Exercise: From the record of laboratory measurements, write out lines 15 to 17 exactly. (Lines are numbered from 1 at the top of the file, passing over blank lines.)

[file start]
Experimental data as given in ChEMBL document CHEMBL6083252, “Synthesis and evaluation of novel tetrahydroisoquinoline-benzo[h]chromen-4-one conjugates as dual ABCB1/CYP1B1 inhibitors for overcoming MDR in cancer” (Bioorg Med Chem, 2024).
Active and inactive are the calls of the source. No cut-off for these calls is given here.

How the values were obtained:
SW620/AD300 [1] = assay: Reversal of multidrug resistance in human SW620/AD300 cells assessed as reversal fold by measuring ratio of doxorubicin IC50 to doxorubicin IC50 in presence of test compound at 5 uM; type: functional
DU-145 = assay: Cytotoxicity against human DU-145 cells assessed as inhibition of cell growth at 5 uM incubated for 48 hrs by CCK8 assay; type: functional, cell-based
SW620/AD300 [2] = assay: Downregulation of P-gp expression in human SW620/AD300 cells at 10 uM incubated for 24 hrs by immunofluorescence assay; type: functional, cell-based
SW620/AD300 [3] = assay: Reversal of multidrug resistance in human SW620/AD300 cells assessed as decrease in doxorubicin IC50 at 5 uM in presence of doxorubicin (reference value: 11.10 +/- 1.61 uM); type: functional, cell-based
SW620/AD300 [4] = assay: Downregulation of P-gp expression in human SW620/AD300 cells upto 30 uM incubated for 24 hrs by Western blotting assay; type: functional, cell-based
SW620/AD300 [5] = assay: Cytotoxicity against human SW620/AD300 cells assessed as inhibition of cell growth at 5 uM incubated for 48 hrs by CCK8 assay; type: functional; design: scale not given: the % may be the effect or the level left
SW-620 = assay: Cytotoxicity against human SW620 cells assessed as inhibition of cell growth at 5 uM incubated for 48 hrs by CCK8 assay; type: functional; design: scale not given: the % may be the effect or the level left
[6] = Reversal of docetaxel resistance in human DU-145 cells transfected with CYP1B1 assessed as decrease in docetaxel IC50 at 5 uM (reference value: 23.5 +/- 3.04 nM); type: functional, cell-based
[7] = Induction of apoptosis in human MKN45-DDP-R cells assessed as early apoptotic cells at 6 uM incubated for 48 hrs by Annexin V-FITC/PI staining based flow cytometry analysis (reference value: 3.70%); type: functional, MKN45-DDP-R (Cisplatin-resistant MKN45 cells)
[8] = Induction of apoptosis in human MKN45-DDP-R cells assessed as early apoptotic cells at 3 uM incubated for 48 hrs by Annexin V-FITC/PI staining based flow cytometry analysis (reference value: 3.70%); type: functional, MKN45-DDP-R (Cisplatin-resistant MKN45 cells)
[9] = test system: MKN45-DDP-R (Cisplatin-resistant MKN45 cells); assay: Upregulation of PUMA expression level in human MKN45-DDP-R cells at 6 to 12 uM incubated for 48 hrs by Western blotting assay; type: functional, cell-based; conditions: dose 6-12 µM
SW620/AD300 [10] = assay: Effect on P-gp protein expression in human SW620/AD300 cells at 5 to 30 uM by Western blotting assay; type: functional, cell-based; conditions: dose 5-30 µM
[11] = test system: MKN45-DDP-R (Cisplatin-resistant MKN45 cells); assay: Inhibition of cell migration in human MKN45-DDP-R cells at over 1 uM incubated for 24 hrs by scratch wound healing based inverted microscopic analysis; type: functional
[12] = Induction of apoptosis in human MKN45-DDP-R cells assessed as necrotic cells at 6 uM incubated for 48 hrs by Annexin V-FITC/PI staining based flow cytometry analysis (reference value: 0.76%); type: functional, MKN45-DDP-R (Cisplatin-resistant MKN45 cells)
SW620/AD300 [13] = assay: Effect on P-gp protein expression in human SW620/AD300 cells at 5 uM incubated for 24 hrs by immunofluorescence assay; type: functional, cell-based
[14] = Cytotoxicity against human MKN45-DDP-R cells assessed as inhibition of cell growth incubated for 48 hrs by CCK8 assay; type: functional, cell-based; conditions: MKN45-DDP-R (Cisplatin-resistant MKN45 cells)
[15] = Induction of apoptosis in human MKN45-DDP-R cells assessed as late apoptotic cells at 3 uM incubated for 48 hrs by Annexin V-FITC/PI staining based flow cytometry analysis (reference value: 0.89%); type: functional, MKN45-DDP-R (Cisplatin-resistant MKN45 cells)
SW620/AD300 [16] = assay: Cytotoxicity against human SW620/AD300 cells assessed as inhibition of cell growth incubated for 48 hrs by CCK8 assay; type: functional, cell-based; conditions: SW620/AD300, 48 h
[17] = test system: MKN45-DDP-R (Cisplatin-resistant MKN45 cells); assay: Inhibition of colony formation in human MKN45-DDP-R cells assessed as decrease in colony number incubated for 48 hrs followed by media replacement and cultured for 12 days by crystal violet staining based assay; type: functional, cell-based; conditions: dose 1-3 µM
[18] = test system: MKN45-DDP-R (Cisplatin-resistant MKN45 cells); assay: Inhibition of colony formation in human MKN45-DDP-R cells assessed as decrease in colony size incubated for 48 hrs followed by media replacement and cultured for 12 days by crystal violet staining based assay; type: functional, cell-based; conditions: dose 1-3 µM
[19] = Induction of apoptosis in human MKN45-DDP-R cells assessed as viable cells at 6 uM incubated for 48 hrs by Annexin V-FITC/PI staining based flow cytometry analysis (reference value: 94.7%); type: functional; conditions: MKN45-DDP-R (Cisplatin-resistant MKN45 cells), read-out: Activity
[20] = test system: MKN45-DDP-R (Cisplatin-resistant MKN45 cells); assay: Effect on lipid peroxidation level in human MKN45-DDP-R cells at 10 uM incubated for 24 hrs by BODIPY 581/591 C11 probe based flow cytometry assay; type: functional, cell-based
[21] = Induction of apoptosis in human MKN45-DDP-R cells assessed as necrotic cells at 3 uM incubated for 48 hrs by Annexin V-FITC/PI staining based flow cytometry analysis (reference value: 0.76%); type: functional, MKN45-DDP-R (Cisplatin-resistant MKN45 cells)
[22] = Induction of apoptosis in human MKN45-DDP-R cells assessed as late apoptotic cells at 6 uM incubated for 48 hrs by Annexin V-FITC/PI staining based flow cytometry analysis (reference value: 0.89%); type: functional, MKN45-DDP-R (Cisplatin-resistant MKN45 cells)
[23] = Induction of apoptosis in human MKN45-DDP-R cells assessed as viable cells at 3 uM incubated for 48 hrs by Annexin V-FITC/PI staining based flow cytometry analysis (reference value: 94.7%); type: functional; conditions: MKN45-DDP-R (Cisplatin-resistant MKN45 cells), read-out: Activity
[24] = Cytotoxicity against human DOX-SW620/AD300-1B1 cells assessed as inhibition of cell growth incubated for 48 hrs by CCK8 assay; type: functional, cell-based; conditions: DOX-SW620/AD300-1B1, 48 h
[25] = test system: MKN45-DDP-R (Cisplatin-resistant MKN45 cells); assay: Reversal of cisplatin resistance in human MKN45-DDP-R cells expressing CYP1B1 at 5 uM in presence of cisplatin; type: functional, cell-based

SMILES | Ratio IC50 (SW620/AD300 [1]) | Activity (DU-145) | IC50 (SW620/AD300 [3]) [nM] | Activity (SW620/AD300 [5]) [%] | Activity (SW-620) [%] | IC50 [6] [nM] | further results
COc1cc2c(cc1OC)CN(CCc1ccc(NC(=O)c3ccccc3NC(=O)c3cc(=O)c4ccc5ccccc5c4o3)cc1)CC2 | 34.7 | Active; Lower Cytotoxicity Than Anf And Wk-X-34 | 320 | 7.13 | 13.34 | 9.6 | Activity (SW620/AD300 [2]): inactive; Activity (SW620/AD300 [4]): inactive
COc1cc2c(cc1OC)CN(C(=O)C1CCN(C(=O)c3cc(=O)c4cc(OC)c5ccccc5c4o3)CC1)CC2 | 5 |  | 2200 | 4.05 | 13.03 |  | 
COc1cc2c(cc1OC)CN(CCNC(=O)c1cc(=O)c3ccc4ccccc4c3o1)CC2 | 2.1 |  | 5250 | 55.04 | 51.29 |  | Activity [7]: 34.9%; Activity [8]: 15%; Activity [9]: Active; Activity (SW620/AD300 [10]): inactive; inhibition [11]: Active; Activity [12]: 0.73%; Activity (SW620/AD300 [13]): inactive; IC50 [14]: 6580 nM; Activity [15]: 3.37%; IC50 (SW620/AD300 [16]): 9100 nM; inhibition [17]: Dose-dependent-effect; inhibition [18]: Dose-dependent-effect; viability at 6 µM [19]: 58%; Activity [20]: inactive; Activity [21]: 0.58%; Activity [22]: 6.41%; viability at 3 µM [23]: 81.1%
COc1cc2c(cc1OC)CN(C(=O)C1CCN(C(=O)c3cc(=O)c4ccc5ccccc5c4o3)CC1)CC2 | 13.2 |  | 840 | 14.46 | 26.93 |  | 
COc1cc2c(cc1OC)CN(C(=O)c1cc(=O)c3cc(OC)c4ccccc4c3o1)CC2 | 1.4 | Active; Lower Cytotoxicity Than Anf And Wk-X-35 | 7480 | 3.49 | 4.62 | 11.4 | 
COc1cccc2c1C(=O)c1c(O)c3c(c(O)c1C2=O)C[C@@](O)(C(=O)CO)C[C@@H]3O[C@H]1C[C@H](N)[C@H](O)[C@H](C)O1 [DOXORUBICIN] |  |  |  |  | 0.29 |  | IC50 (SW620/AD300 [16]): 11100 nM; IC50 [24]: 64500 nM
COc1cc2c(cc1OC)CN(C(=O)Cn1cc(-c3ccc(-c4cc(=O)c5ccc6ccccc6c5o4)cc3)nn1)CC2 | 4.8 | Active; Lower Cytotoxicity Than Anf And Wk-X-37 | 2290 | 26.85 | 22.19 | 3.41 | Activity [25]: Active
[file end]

SW620/AD300 [10] = assay: Effect on P-gp protein expression in human SW620/AD300 cells at 5 to 30 uM by Western blotting assay; type: functional, cell-based; conditions: dose 5-30 µM
[11] = test system: MKN45-DDP-R (Cisplatin-resistant MKN45 cells); assay: Inhibition of cell migration in human MKN45-DDP-R cells at over 1 uM incubated for 24 hrs by scratch wound healing based inverted microscopic analysis; type: functional
[12] = Induction of apoptosis in human MKN45-DDP-R cells assessed as necrotic cells at 6 uM incubated for 48 hrs by Annexin V-FITC/PI staining based flow cytometry analysis (reference value: 0.76%); type: functional, MKN45-DDP-R (Cisplatin-resistant MKN45 cells)